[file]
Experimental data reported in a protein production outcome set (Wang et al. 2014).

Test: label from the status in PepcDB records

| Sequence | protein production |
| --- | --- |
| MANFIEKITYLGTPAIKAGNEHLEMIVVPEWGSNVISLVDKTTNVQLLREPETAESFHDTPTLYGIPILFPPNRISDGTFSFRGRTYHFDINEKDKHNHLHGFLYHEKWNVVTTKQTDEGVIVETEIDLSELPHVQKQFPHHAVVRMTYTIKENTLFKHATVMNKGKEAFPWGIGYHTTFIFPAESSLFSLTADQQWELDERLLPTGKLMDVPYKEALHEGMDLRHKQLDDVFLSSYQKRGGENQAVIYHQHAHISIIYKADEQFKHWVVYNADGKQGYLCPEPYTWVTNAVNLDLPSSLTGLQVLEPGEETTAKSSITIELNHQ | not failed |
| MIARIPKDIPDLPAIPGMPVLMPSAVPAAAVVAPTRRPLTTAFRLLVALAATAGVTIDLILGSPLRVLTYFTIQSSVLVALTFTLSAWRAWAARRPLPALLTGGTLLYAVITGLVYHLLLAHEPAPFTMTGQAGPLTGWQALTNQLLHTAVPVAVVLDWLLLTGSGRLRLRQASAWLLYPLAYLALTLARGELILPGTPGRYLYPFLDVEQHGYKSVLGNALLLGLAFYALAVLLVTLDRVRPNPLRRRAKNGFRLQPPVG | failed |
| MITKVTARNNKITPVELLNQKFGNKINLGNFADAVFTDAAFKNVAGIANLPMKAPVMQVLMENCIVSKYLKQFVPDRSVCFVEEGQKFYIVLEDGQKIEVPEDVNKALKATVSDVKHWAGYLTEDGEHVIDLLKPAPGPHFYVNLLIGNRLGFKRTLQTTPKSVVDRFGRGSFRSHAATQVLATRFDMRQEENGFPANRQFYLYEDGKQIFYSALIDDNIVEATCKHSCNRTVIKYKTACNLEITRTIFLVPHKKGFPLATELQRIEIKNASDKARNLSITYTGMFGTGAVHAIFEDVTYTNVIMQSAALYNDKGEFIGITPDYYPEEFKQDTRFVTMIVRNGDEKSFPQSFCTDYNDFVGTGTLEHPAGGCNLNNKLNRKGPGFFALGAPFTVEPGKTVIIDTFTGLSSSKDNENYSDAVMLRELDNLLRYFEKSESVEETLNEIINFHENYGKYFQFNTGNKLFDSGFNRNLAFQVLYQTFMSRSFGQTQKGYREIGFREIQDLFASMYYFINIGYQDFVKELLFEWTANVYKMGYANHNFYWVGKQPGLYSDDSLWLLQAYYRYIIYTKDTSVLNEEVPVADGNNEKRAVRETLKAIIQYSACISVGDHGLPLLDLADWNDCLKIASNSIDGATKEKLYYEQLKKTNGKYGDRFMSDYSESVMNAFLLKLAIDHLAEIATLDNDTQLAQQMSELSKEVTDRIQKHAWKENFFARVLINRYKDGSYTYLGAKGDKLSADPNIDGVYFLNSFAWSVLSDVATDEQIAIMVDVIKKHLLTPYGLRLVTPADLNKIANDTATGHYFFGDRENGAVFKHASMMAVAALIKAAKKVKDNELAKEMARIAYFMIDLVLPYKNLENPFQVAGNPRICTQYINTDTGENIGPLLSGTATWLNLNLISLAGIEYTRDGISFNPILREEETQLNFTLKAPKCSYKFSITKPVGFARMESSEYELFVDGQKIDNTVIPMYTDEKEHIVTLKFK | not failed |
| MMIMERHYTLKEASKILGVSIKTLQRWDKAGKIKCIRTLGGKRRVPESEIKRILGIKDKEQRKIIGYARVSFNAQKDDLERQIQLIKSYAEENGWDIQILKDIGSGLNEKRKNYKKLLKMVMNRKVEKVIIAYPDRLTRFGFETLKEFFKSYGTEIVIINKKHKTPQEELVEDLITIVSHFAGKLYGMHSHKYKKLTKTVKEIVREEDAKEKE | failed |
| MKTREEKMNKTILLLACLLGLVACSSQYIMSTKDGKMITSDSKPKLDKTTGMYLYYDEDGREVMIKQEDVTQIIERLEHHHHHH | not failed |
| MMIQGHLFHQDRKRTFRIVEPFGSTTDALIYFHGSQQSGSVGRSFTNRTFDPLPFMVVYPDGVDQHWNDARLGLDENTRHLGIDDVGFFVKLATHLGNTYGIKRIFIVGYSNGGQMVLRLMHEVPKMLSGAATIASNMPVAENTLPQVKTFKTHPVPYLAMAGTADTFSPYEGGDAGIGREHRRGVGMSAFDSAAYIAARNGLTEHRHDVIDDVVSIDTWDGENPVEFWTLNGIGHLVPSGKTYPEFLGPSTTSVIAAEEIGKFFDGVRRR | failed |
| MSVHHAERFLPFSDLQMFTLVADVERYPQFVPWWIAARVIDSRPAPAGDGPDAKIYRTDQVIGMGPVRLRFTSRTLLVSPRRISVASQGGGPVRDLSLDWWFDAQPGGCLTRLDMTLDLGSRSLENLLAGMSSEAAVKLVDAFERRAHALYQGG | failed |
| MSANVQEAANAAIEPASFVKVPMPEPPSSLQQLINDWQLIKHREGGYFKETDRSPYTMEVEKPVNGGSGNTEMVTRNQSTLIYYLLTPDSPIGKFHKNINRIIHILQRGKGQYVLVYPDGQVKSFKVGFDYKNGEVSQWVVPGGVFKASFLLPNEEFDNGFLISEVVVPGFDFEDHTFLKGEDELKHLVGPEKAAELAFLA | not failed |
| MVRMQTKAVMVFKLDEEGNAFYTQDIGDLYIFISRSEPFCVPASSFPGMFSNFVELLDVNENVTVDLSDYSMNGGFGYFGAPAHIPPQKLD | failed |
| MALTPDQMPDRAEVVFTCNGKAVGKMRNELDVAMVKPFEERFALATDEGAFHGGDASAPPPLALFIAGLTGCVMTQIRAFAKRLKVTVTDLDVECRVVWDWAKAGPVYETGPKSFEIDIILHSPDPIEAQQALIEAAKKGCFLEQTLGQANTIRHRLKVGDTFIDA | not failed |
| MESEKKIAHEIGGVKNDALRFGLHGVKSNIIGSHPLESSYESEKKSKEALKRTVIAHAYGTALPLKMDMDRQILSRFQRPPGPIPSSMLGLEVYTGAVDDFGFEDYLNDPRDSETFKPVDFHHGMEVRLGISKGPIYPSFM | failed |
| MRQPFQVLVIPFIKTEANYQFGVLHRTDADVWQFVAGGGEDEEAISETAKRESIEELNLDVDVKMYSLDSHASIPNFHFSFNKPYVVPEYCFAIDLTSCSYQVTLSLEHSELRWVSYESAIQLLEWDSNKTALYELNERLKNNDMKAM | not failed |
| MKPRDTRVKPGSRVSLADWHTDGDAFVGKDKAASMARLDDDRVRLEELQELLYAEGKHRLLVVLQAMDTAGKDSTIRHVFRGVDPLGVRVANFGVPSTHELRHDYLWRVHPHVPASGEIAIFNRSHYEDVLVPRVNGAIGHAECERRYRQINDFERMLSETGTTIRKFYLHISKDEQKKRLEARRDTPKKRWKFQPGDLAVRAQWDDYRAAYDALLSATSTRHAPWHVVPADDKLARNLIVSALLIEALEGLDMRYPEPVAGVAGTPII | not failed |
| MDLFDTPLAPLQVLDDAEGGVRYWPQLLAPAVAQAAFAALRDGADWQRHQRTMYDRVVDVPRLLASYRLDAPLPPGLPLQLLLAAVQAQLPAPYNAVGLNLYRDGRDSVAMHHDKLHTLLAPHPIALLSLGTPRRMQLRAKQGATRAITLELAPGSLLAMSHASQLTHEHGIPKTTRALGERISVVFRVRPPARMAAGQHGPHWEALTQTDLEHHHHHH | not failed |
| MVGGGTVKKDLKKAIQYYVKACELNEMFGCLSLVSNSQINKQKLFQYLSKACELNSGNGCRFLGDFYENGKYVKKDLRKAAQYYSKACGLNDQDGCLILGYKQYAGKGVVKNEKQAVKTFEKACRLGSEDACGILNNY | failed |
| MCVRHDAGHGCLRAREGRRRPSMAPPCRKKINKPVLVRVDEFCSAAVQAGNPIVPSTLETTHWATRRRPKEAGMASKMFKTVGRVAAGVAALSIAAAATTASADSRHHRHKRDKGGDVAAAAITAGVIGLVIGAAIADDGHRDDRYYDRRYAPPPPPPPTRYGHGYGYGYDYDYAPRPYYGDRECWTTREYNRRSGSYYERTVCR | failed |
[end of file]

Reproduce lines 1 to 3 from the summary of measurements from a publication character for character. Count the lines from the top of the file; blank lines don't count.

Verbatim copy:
Experimental data reported in a protein production outcome set (Wang et al. 2014).

Test: label from the status in PepcDB records

| Sequence | protein production |